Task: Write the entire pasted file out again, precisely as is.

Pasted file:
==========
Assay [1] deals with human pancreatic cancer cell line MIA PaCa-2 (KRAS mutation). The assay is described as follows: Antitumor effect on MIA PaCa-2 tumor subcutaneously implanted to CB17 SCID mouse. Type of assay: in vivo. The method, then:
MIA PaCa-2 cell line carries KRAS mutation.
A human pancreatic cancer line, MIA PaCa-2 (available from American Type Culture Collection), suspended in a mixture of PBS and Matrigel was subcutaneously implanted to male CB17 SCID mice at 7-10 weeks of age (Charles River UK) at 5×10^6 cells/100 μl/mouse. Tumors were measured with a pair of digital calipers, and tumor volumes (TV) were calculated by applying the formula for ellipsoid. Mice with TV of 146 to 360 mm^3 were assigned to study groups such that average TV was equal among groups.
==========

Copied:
Assay [1] deals with human pancreatic cancer cell line MIA PaCa-2 (KRAS mutation). The assay is described as follows: Antitumor effect on MIA PaCa-2 tumor subcutaneously implanted to CB17 SCID mouse. Type of assay: in vivo. The method, then:
MIA PaCa-2 cell line carries KRAS mutation.
A human pancreatic cancer line, MIA PaCa-2 (available from American Type Culture Collection), suspended in a mixture of PBS and Matrigel was subcutaneously implanted to male CB17 SCID mice at 7-10 weeks of age (Charles River UK) at 5×10^6 cells/100 μl/mouse. Tumors were measured with a pair of digital calipers, and tumor volumes (TV) were calculated by applying the formula for ellipsoid. Mice with TV of 146 to 360 mm^3 were assigned to study groups such that average TV was equal among groups.